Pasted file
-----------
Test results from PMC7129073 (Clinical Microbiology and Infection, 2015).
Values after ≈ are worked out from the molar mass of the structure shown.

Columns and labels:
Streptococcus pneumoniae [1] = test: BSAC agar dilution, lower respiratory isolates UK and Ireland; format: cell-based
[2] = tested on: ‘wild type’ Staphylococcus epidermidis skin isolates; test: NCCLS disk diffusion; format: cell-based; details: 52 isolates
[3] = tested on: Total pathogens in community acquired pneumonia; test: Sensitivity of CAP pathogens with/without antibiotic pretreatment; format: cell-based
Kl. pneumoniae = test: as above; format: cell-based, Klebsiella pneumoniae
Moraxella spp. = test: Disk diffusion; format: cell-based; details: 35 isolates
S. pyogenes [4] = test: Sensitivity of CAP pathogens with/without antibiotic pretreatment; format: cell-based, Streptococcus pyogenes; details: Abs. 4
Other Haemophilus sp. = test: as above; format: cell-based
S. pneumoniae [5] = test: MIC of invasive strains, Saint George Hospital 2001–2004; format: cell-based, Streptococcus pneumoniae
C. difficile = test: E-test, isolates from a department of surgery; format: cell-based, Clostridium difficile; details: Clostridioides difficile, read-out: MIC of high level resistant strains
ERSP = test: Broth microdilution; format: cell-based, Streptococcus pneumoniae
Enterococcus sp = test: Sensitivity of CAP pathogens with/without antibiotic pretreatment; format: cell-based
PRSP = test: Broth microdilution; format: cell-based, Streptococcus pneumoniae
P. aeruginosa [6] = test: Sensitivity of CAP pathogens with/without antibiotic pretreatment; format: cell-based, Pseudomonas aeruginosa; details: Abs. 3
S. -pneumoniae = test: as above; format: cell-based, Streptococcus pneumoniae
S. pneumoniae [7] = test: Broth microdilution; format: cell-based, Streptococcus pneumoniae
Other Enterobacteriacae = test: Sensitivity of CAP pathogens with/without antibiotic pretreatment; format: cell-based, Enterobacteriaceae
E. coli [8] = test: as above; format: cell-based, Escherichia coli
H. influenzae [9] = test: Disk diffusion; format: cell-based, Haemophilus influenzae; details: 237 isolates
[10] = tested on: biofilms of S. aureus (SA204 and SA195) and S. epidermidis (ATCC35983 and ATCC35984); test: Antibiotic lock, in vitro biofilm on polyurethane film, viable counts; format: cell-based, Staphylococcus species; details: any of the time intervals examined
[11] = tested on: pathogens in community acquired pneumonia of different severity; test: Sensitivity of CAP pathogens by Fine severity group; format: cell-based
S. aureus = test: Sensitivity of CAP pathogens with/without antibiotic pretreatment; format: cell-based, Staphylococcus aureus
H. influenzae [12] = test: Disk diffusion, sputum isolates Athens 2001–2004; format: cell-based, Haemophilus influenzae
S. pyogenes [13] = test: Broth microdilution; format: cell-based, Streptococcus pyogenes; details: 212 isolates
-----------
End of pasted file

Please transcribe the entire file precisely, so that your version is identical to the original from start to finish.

Test results from PMC7129073 (Clinical Microbiology and Infection, 2015).
Values after ≈ are worked out from the molar mass of the structure shown.

Columns and labels:
Streptococcus pneumoniae [1] = test: BSAC agar dilution, lower respiratory isolates UK and Ireland; format: cell-based
[2] = tested on: ‘wild type’ Staphylococcus epidermidis skin isolates; test: NCCLS disk diffusion; format: cell-based; details: 52 isolates
[3] = tested on: Total pathogens in community acquired pneumonia; test: Sensitivity of CAP pathogens with/without antibiotic pretreatment; format: cell-based
Kl. pneumoniae = test: as above; format: cell-based, Klebsiella pneumoniae
Moraxella spp. = test: Disk diffusion; format: cell-based; details: 35 isolates
S. pyogenes [4] = test: Sensitivity of CAP pathogens with/without antibiotic pretreatment; format: cell-based, Streptococcus pyogenes; details: Abs. 4
Other Haemophilus sp. = test: as above; format: cell-based
S. pneumoniae [5] = test: MIC of invasive strains, Saint George Hospital 2001–2004; format: cell-based, Streptococcus pneumoniae
C. difficile = test: E-test, isolates from a department of surgery; format: cell-based, Clostridium difficile; details: Clostridioides difficile, read-out: MIC of high level resistant strains
ERSP = test: Broth microdilution; format: cell-based, Streptococcus pneumoniae
Enterococcus sp = test: Sensitivity of CAP pathogens with/without antibiotic pretreatment; format: cell-based
PRSP = test: Broth microdilution; format: cell-based, Streptococcus pneumoniae
P. aeruginosa [6] = test: Sensitivity of CAP pathogens with/without antibiotic pretreatment; format: cell-based, Pseudomonas aeruginosa; details: Abs. 3
S. -pneumoniae = test: as above; format: cell-based, Streptococcus pneumoniae
S. pneumoniae [7] = test: Broth microdilution; format: cell-based, Streptococcus pneumoniae
Other Enterobacteriacae = test: Sensitivity of CAP pathogens with/without antibiotic pretreatment; format: cell-based, Enterobacteriaceae
E. coli [8] = test: as above; format: cell-based, Escherichia coli
H. influenzae [9] = test: Disk diffusion; format: cell-based, Haemophilus influenzae; details: 237 isolates
[10] = tested on: biofilms of S. aureus (SA204 and SA195) and S. epidermidis (ATCC35983 and ATCC35984); test: Antibiotic lock, in vitro biofilm on polyurethane film, viable counts; format: cell-based, Staphylococcus species; details: any of the time intervals examined
[11] = tested on: pathogens in community acquired pneumonia of different severity; test: Sensitivity of CAP pathogens by Fine severity group; format: cell-based
S. aureus = test: Sensitivity of CAP pathogens with/without antibiotic pretreatment; format: cell-based, Staphylococcus aureus
H. influenzae [12] = test: Disk diffusion, sputum isolates Athens 2001–2004; format: cell-based, Haemophilus influenzae
S. pyogenes [13] = test: Broth microdilution; format: cell-based, Streptococcus pyogenes; details: 212 isolates